See my article on whey protein which is similar to collagen –> http://goutandyou.com/gout-and-whey-protein/
      Truth is you don’t need collagen, all you need is to eat 3 to 5 ounces of meat in one day and this is more than enough protein. Your body doesn’t need that much protein in the first place. You can take collagen but don’t go eating meat for lunch afterwards, it’s going to worsen your gout or arthritis.

  • mick symonds

    Reply Reply January 13, 2016

    Cherry Juice…??? Dark cherries…???

    These bring on an attack of gout imminently in my case…!

    It’s all subjective; and if it’s going to attack then it’s going to attack.

    Acupuncture works well; drinking lots of water ; and I find naproxen 500mg twice daily clears the attack up in a couple of days.

  • Trevor R.

    Reply Reply December 22, 2015

    Hi being a new victim to gout I have been looking around gathering as much information about what and what not to eat! I’m coming to the conclusion that if it grows naturally then it normally does not have a harmful effect, what however do you think is correct about spinach, the website has cleared my concerns with mushrooms, beans and tomatoes already! I’m also painfully aware that my gout was brought on through my own greed over the years with meat and beer and should have noticed warning signs over the past few years……..Popeye looked good on the spinach!

    • Spiro Koulouris

      Reply Reply December 22, 2015

      Hi Trevor! The day spinach causes someone a gout attack is the day when pigs fly! Listen, sure there’s a little more purines than other vegetables but it doesn’t compare the purines found in seafood and meat, so enjoy spinach once in a while, it won’t harm you and don’t be a glutton, meaning eating spinach all the time, it is important to eat in moderation, cause too much of a good thing can still be harmful in other ways.

  • charlie

    Reply Reply June 16, 2015

    I’m so confused,eat chicken don’t eat chicken,eat oatmeal don’t eat oatmeal,you get a different response in every web site,this is the first time I had gout for 5 months,i’m on colchisine,stpo eating almost everything,losing a ton of weight feeling crappy,so confused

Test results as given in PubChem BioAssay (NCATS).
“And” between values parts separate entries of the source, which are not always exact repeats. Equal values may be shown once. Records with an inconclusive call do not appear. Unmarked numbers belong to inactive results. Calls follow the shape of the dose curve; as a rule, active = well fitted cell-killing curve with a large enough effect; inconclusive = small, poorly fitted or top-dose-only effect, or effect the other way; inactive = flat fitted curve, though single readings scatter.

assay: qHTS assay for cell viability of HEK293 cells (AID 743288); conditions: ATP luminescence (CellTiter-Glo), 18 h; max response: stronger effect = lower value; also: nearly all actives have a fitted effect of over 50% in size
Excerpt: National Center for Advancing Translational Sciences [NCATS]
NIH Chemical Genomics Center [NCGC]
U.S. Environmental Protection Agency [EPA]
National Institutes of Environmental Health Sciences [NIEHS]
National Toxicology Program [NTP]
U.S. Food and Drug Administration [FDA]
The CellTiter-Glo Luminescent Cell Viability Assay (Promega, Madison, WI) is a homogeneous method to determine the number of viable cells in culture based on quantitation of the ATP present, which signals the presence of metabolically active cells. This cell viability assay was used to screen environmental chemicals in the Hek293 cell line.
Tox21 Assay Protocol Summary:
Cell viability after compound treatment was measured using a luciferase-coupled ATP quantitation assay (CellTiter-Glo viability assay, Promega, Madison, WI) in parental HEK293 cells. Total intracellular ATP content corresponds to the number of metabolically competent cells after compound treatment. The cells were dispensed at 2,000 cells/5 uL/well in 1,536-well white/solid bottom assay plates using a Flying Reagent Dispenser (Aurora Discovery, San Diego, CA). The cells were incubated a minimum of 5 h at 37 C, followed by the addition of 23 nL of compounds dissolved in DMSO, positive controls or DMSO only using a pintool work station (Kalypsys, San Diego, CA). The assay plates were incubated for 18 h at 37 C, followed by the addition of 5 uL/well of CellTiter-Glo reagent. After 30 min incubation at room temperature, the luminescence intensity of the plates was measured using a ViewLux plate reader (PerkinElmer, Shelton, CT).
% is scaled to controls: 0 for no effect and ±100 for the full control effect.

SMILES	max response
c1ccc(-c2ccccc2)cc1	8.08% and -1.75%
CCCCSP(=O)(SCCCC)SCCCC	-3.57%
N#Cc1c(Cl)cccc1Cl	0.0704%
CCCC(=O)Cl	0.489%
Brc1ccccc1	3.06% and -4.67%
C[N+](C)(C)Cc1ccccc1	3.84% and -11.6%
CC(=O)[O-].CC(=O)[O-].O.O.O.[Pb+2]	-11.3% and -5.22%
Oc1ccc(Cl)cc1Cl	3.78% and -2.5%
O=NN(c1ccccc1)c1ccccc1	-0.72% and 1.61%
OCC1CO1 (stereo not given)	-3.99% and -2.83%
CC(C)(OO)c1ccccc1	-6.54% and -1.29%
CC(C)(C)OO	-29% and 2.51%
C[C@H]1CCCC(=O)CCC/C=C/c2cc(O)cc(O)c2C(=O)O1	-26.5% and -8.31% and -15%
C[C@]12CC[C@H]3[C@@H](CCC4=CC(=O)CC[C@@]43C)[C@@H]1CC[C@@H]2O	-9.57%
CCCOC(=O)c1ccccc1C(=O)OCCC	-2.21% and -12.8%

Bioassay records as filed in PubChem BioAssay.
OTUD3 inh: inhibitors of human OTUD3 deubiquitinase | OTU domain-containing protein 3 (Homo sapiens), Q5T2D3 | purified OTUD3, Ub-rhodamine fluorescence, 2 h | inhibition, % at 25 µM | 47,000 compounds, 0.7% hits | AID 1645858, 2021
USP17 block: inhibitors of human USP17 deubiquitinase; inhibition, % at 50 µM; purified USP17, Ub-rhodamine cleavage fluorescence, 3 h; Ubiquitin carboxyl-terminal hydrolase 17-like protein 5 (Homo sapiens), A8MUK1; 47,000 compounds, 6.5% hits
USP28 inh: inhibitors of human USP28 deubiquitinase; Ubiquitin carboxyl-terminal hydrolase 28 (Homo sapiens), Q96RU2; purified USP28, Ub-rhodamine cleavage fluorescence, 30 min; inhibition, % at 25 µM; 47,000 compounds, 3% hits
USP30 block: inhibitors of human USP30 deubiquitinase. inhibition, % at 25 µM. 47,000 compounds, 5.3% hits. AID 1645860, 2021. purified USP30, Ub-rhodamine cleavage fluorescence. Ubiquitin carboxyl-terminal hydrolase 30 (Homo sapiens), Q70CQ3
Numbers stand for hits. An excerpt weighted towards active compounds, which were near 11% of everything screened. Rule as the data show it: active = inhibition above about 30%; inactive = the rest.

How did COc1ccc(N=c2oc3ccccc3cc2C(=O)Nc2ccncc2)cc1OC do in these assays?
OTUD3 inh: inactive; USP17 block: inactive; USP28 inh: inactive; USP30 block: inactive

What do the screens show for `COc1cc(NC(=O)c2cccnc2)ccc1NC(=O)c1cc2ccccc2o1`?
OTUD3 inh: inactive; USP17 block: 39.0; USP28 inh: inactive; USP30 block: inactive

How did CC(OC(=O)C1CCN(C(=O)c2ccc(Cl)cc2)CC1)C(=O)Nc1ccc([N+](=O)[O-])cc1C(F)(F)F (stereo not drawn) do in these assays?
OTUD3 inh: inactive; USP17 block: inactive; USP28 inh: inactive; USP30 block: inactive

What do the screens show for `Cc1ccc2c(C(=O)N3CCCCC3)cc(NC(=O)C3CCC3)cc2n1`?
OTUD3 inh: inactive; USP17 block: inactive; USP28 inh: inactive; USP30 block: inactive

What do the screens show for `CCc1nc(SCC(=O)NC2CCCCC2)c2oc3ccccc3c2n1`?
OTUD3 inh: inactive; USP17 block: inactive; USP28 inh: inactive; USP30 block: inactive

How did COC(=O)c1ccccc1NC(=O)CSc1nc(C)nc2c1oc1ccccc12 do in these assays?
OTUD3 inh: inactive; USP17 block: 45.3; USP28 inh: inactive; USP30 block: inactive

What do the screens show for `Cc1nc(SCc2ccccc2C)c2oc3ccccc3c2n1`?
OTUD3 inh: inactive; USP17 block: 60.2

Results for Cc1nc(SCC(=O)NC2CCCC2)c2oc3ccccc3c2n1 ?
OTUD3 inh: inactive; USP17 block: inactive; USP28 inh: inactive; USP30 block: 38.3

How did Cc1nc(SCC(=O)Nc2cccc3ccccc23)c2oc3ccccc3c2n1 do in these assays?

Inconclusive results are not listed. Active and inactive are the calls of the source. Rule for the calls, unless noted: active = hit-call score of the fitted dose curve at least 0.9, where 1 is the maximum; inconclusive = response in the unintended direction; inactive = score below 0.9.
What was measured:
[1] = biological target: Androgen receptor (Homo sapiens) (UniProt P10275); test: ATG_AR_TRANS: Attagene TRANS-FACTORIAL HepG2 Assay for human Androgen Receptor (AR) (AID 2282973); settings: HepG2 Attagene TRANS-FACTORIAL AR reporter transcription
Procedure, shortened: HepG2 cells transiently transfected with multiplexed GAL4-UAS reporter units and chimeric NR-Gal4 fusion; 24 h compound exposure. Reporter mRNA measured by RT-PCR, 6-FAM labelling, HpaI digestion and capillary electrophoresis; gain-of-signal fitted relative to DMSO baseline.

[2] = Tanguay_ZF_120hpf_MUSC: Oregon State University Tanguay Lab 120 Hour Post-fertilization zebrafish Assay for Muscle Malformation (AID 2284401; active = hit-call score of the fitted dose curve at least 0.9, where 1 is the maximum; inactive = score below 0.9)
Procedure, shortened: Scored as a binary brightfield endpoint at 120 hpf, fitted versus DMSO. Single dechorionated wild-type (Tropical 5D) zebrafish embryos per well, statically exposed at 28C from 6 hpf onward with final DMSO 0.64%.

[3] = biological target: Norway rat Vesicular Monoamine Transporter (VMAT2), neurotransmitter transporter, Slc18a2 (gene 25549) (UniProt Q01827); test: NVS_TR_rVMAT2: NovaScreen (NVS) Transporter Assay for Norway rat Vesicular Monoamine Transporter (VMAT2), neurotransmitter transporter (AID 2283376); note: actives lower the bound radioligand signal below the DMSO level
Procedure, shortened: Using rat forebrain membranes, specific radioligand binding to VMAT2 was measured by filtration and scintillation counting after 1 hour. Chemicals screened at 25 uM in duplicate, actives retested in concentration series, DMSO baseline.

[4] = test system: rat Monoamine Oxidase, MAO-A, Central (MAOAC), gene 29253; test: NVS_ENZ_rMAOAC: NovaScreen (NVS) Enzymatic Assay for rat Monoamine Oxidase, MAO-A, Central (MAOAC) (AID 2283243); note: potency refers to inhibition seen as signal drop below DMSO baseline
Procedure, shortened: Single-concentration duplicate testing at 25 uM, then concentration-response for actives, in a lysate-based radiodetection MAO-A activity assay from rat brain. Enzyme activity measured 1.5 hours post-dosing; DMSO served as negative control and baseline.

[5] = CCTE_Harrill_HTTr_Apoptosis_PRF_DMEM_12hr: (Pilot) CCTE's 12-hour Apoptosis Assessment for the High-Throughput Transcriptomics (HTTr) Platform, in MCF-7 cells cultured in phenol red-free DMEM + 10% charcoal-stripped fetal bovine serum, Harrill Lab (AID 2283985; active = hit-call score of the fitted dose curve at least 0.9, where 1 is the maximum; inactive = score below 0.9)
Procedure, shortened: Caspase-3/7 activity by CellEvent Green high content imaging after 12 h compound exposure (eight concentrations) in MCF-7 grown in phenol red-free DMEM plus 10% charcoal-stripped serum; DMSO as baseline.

• Spiro Koulouris

      Reply Reply June 21, 2015

      Hi Charlie!

      If you want to avoid confusion, the website is beyond the scope of explaining it all to you Charlie, best is to read my book so you can clearly understand how to eat properly in a gout diet.

  • Dorian

    Reply Reply June 12, 2015

    Spiro thank you for your quick and helpful reply. That makes me feel much better. Just to let you know I am in the middle of researching the available research on herbs that act in the same way allopurinol does in interrupting xanthine oxidase in order to prevent purine conversion into uric acid. Will keep your blog a breast of any potentially helpful info.

  • Dorian

    Reply Reply June 12, 2015

    In your list of foods to moderate due to purines certain beans were listed. Lima , kidney, navy, lentils, greenpeas. Is that the only ones, are say chick peas or black beans lower in purines or were they not tested

    • Spiro Koulouris

      Reply Reply June 12, 2015

      Dorian it’s very simple eat all the beans you like but don’t eat meat on top of that for the day. Protein is protein either have 4 ounces of meat or eat any bean you like. There’s a bit more purines than other foods but not enough to harm you in any way gout-wise of course. I would prefer to eat beans over meat in order to get my protein and feel full and so should you.

  • Mary

    Reply Reply April 7, 2015

    Foods mainly meat is what I avoid which is really high in purines generally speaking. I recently read your ebook and find it very informative and have taken you up on the advice. Thank you for those delicious recipes as well!